Radiotelephony For Helicopter Pilots

Helicopter HeadsetUpdated on 2nd February, 2017

One of the most intimidating things a student has to do when learning to fly is learning how to talk on the radio. When you first start flying you soon realise that the quality of the sound from the radio is actually very poor. The language is totally different from what you have been used to and there are lots of numbers that are confusing.

Standard Phraseology

As aviation developed over the last century, it became apparent that air traffic controllers needed to be able to communicate with pilots from all over the world. English was established as the common language for aviation around the world. For a pilot whose native language is not English, is was sometimes difficult for them to understand air traffic instructions. Read backs to controllers were non standard and there was very little regulation.

After a horrific accident involving two aeroplanes in Tenerife caused by a misunderstanding of instructions; it was decided to introduce standard phraseology for radiotelephony around the world. During your training you will be taught standard phraseology. Small talk and non essential talking on the radio is frowned upon and should be avoided. You will occasionally hear pilots or air traffic controllers make mistakes or use non-standard phraseology but you should never be tempted to copy them.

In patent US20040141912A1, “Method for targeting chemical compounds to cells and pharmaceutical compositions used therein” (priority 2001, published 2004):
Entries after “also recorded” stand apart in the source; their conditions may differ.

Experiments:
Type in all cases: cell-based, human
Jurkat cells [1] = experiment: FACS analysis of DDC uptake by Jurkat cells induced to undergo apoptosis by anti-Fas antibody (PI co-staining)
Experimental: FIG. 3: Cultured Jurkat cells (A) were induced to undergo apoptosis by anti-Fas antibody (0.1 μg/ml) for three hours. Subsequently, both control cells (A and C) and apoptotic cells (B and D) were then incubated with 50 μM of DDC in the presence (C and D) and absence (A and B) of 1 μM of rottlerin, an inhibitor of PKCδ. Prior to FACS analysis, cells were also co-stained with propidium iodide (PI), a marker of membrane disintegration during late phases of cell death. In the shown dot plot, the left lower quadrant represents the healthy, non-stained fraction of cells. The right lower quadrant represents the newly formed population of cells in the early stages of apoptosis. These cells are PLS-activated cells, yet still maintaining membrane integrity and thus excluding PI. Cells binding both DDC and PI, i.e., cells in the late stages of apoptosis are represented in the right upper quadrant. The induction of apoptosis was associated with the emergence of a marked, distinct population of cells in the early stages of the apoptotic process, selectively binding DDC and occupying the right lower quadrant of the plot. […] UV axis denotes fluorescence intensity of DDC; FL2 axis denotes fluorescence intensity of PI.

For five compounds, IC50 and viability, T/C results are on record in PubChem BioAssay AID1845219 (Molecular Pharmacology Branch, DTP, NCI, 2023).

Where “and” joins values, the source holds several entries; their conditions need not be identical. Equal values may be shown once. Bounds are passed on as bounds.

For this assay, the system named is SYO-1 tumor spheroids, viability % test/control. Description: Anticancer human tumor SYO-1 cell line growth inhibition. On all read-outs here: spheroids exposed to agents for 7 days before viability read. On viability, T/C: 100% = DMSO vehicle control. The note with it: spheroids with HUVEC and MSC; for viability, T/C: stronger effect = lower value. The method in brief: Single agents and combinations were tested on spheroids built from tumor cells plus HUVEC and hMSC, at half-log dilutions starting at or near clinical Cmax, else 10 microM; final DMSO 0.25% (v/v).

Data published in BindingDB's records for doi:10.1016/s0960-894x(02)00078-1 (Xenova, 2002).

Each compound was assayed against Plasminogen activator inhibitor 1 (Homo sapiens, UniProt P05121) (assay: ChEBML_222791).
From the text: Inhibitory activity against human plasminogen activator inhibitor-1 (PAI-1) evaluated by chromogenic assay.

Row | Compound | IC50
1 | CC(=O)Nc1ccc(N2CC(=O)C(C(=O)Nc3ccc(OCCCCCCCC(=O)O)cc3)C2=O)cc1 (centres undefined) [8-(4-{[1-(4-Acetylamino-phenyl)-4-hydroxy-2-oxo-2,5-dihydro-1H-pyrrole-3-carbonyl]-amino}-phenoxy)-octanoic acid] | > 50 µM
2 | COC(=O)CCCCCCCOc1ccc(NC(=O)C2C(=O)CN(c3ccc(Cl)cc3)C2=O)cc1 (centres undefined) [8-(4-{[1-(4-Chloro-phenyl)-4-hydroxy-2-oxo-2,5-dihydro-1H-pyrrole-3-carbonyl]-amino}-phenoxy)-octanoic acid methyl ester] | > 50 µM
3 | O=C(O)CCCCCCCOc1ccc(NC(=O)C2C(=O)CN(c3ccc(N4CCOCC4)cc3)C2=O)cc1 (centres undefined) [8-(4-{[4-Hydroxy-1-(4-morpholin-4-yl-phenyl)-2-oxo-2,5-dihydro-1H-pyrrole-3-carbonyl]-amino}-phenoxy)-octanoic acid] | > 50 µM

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You will eventually be able to predict what the air traffic controller will say to you (almost word for word). To make life easier for you, here are a few tips about using the radio:

  • Think about when you are going to need to make your next radio call
  • Ensure that you have the correct frequency dialed into the radio
  • Check that the volume is set correctly
  • Rehearse what you are going to say before transmitting on the radio
  • Keep communication as brief as practical (other pilots may be waiting on you to finish transmitting)

Confidence

Once you understand telephony through experience, you will be comfortable talking on the radio. It is important that you do not let controllers bully you into doing something you do not want to do. Always remember that air traffic controllers are there to help you. You must have the confidence to talk to them. Tell them what you want to do. Then let them figure out how they are going to accommodate you. If they refuse to let you transit their airspace – ask them what the traffic is. If there is no traffic to affect you then they have no reason not to let you transit.

I will be writing more on this subject later as it is a personal favourite of mine.

Free PREVIEW of my NEW RADIOTELEPHONY BOOK HERE

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Comments

Pretty nice book. Liked the way it relates to the way we use the radio in Ireland

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